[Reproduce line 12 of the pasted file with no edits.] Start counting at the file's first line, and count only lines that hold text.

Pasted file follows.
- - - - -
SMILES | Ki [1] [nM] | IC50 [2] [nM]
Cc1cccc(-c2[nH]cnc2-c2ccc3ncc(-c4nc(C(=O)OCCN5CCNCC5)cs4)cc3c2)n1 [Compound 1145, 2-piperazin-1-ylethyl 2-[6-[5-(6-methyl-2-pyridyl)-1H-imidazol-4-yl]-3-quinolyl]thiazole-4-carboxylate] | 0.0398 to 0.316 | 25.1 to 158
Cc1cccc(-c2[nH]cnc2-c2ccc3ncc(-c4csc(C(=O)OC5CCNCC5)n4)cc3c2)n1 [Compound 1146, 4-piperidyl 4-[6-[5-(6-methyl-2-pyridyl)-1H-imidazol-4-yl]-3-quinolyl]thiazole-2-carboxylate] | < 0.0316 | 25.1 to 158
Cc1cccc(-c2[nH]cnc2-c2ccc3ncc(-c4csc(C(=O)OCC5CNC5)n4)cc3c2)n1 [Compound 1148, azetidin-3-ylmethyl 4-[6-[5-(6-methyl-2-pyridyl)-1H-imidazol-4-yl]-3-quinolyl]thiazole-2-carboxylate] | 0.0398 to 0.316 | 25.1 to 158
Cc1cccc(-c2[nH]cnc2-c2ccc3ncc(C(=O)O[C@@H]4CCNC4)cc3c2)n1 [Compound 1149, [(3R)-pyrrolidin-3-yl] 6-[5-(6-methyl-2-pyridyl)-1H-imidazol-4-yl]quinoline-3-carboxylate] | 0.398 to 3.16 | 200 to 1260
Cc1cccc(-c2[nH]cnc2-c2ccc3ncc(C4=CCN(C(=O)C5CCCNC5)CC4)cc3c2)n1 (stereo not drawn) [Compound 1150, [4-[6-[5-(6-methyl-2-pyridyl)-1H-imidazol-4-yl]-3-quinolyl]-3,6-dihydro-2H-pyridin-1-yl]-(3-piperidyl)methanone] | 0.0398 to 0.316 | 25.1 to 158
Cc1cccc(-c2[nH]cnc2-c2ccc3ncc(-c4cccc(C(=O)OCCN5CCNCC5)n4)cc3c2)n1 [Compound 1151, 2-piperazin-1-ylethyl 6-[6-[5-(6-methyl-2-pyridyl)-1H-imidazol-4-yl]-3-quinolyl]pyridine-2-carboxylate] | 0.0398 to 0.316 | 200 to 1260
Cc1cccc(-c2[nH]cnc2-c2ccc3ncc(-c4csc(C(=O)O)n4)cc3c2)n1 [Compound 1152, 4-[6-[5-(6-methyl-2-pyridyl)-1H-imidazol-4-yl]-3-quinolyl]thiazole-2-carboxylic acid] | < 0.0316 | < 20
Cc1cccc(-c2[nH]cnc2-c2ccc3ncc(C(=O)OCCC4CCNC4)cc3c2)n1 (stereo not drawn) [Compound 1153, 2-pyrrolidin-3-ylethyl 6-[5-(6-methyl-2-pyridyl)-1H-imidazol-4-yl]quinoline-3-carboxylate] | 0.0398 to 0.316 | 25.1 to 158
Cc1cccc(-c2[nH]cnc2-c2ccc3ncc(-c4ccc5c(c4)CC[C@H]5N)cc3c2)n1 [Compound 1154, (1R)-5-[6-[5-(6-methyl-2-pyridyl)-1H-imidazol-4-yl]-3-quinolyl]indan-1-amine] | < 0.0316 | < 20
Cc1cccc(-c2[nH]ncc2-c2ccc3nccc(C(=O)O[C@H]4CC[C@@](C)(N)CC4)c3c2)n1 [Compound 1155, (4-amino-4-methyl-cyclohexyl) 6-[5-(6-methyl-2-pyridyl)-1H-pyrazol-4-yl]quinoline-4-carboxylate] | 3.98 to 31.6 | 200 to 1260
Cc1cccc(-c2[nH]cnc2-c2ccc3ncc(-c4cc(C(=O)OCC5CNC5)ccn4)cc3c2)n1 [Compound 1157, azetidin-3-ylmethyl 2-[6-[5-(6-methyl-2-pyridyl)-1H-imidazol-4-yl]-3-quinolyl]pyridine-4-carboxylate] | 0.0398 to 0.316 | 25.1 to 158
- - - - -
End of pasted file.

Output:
Cc1cccc(-c2[nH]cnc2-c2ccc3ncc(-c4cc(C(=O)OCC5CNC5)ccn4)cc3c2)n1 [Compound 1157, azetidin-3-ylmethyl 2-[6-[5-(6-methyl-2-pyridyl)-1H-imidazol-4-yl]-3-quinolyl]pyridine-4-carboxylate] | 0.0398 to 0.316 | 25.1 to 158